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August 19, 2014
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The Senate race in Kansas, a deeply Republican stronghold, might just be turning into a major wild card in this year's election cycle — thanks to the deep unpopularity of Republican Sen. Pat Roberts.

A new poll from Democratic-aligned firm Public Policy Polling gives Roberts only 32 percent — but still in first place — followed by Democratic nominee Chad Taylor, the district attorney of Shawnee County (the Topeka area) with 25 percent; and independent candidate Greg Orman, a businessman and political centrist, with 23 percent. The survey of likely voters was conducted from August 14 to 17, and has a margin of error of plus or minus 3.3 percentage points.

Roberts plainly benefits from the split vote against him. When respondents were asked about a hypothetical two-way race between Roberts and Taylor, Robert was ahead 43 percent to 39 percent. But in another two-way match, Orman would lead Roberts, 43 percent to 33 percent. Roberts' approval rating is also only 27 percent, with 44 percent disapproval.

Earlier this month, Roberts only narrowly won against a primary challenge from a Tea Party-backed opponent, with a major issue having been Roberts' lack of an actual home in Kansas. In the new poll, only 18 percent of voters say he spends enough time in the state, compared to 61 percent who say he does not. Also, 50 percent believe that he considers Washington to be his home, against only 30 percent who think he considers Kansas as home.

To be clear, though, history alone suggests that Robert remains the favorite; Kansas has not elected a Democrat (or any other non-Republican) to the Senate since 1932, the year of President Franklin Roosevelt's first landslide victory. Eric Kleefeld

5:04 p.m. ET
Joe Raedle/Getty Images

Roger Stone might be in big trouble. The former Trump adviser told the House Intelligence Committee last September that when he reached out to Wikileaks founder Julian Assange during the 2016 presidential campaign, he "merely wanted confirmation" that Assange had information on Hillary Clinton, but emails published by The Wall Street Journal on Thursday cast this claim into serious doubt.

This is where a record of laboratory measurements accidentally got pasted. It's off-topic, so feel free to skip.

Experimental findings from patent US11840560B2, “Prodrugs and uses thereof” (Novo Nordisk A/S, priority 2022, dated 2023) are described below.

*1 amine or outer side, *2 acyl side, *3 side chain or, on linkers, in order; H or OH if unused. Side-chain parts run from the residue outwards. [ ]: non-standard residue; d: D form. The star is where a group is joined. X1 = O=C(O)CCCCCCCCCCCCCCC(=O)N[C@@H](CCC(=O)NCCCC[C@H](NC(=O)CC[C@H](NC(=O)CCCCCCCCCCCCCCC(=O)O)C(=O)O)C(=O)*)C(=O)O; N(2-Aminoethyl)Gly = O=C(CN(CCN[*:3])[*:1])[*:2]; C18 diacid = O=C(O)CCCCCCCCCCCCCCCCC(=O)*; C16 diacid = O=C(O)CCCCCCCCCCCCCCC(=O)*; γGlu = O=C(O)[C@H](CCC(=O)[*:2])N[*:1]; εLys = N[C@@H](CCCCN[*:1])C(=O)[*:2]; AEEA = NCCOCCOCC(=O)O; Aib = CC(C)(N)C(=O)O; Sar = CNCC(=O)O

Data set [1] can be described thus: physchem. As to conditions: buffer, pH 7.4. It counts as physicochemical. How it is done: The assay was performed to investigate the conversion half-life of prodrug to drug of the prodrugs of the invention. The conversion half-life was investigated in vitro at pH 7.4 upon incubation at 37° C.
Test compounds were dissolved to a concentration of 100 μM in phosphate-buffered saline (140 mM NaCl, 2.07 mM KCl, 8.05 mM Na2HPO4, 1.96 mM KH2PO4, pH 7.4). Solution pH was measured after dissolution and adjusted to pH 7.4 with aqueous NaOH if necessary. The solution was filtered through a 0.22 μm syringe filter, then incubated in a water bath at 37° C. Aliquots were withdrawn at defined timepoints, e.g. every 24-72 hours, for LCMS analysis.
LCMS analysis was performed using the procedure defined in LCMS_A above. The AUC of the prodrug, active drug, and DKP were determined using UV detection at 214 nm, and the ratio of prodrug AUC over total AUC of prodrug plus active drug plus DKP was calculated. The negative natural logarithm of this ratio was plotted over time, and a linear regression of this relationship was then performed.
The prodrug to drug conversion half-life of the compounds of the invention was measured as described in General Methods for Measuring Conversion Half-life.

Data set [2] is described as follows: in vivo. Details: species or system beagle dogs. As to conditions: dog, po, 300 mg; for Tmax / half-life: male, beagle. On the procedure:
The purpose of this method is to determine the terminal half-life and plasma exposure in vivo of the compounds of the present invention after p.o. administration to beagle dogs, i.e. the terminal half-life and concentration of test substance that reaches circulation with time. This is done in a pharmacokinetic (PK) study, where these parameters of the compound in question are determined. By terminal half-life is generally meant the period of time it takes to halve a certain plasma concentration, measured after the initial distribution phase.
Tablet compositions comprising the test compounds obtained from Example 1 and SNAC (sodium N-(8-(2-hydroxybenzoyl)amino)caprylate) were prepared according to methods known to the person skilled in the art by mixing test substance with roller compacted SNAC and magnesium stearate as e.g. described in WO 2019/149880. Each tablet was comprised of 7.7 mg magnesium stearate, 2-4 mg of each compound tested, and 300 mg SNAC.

The emails reveal that Stone contacted an acquaintance of Assange for "information he considered damaging" to the Democratic presidential candidate, The Wall Street Journal reports. On Sep. 8, 2016, Stone reportedly asked Randy Credico, a radio host who had interviewed Assange, to approach the WikiLeaks founder for specific emails from "State or HRC" that were dated "from August 10 to August 30 — particularly on August 20, 2011." Credico allegedly replied that "I can’t ask them favors every other day," adding that Stone should "relax." Credico maintains that he never contacted Assange or his staff, but told Stone that he had to get him to stop "bothering" him, The Wall Street Journal reports.

The ranking Democrat on the House Intelligence Committee, Adam Schiff (D-Calif.), said he was not aware of the email exchange, but that “If there is such a document, then it would mean that [Stone's] testimony was either deliberately incomplete or deliberately false." Stone, for his part, stated that his testimony before the committee was "complete and accurate," and that he never actually got access to any of Clinton's emails.

Read more at The Wall Street Journal. Shivani Ishwar

4:34 p.m. ET
Alex Wong/Getty Images

There's a reason President Trump's letter to North Korea's Kim Jong Un sounded suspiciously like campaign-trail Trump — the president reportedly dictated it to White House aides.

Trump released a letter Thursday announcing that he would not travel to Singapore next month for a historic summit with Kim. While it was plenty cordial, noting Kim's "effort with respect to our recent negotiations," it also struck a few distinctly Trumpian notes, boasting of the U.S. nuclear stockpile ("so massive") and blaming Kim's behavior for the cancellation ("tremendous anger").